Airbus Perlan II Rides “Mountain Waves” to Edge of Space

By: | August 11th, 2017

Airbus Perlan II

Airbus photo by James Darcy

In El Calafate, Argentina, an all-volunteer exploration team will ride mountain winds in the Airbus Perlan II sail plane in an attempt to break the world gliding altitude record of 50,727.ft.

A meteorological phenomenon known as standing mountain waves has the potential to lift the engineless craft to unbelievable heights. Created when airflow is forced over an obstacle, in this case, the mountain peaks, the waves carry the plane along much like ocean waves carry a surfer.

Atmospheric conditions in El Calafate, located in the Patagonian region of Argentina, result in an extraordinary type of mountain wave, creating a unique opportunity for the team: From the Perlan Project website: “Einar Enevoldson, a NASA Test Pilot, saw evidence that in regions closer to the Poles, in winter, the waves could extend above the troposphere and well into the stratosphere. Previously, no one had searched for waves in the stratosphere in subpolar regions in winter. From 1992 until 1998 he gathered more evidence that these waves existed, and might be strong enough to lift a sailplane to remarkable altitudes.”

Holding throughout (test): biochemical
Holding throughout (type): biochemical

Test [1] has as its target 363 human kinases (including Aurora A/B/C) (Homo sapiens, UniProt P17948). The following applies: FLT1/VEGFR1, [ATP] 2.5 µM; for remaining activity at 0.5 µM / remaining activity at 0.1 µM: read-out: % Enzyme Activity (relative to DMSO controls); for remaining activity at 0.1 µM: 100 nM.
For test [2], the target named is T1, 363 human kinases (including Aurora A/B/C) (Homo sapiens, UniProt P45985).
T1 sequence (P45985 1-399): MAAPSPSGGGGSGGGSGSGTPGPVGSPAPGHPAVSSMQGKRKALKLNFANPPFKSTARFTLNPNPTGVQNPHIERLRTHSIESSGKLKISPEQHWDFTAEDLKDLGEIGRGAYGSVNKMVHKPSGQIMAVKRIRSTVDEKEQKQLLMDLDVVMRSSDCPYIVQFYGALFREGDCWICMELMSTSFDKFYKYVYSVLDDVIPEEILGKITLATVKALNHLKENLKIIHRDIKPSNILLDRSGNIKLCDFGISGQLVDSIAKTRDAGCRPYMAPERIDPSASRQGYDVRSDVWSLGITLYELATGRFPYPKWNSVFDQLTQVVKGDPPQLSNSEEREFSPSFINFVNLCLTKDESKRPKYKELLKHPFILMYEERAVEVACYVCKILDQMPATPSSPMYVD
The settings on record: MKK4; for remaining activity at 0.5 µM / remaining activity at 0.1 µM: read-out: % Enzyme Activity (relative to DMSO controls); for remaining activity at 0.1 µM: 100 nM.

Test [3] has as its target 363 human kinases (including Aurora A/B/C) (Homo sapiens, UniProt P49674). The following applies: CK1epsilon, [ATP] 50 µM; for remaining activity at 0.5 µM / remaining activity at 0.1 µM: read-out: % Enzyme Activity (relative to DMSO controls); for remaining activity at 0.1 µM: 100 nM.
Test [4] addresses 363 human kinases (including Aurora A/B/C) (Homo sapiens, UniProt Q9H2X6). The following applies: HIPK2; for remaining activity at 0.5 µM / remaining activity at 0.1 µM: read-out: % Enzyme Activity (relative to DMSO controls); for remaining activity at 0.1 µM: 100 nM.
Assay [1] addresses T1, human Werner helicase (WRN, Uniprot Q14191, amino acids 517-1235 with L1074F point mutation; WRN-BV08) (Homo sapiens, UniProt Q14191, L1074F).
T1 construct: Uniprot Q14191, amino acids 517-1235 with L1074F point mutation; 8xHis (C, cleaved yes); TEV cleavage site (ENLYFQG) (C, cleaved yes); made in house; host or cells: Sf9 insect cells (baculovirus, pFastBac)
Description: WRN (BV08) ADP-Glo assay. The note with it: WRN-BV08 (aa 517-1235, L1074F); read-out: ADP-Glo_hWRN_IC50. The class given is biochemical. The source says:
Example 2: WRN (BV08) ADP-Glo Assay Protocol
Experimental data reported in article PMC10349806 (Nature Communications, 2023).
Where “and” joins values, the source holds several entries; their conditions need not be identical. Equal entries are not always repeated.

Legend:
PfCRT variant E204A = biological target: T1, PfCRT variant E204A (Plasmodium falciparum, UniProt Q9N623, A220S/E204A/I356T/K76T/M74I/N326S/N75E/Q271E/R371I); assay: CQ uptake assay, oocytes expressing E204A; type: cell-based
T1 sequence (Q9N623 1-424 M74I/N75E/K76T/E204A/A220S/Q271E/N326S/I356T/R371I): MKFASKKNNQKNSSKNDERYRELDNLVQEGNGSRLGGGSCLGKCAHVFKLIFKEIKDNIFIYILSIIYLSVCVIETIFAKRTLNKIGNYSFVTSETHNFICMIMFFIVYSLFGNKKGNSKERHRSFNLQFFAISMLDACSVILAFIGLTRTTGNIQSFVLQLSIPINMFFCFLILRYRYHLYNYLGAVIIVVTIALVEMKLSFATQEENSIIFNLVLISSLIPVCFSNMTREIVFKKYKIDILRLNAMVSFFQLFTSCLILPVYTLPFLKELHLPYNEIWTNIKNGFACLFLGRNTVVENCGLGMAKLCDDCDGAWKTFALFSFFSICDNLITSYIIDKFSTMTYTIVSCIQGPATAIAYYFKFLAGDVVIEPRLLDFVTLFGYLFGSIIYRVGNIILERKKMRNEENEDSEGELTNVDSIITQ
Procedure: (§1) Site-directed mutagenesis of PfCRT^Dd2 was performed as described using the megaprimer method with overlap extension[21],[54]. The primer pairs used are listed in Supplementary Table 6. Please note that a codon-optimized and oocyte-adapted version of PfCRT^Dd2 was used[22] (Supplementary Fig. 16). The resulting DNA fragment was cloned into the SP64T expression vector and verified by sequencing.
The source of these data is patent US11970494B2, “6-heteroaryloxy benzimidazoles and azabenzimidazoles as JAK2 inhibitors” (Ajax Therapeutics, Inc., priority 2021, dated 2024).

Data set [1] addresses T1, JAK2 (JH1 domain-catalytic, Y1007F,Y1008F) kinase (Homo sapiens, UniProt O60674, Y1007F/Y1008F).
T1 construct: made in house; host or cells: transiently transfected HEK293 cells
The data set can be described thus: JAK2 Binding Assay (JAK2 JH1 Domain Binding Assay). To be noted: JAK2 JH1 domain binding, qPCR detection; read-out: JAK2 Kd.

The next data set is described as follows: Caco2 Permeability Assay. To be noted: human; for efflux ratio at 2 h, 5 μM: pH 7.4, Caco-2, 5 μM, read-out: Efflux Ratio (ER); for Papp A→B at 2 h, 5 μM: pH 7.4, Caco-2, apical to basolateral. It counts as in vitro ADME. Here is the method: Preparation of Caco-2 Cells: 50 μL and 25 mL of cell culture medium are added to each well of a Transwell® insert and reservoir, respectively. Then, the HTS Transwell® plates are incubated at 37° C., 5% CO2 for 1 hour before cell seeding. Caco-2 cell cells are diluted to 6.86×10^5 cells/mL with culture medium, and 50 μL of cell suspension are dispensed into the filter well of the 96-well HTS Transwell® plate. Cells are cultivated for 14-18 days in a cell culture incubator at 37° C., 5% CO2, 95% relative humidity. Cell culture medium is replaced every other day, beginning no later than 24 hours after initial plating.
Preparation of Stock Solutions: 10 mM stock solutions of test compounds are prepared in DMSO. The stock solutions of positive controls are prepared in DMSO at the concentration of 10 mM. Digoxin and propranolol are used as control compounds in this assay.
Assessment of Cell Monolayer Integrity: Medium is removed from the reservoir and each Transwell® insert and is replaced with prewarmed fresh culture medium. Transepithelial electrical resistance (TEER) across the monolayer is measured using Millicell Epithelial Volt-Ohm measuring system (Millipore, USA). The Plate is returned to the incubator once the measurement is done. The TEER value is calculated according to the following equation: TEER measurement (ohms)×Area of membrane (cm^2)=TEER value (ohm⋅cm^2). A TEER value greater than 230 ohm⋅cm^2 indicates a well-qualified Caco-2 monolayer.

You can join the crew of the Perlan Mission II by tuning in to live broadcasts of the glider’s flights at the “Airbus Perlan Mission II Virtual Cockpit”.

To learn more about the Airbus Perlan Mission II, visit www.perlanproject.org.

James Ross

… is a freelance copy editor and writer, living and working in Chiang Mai, Thailand.

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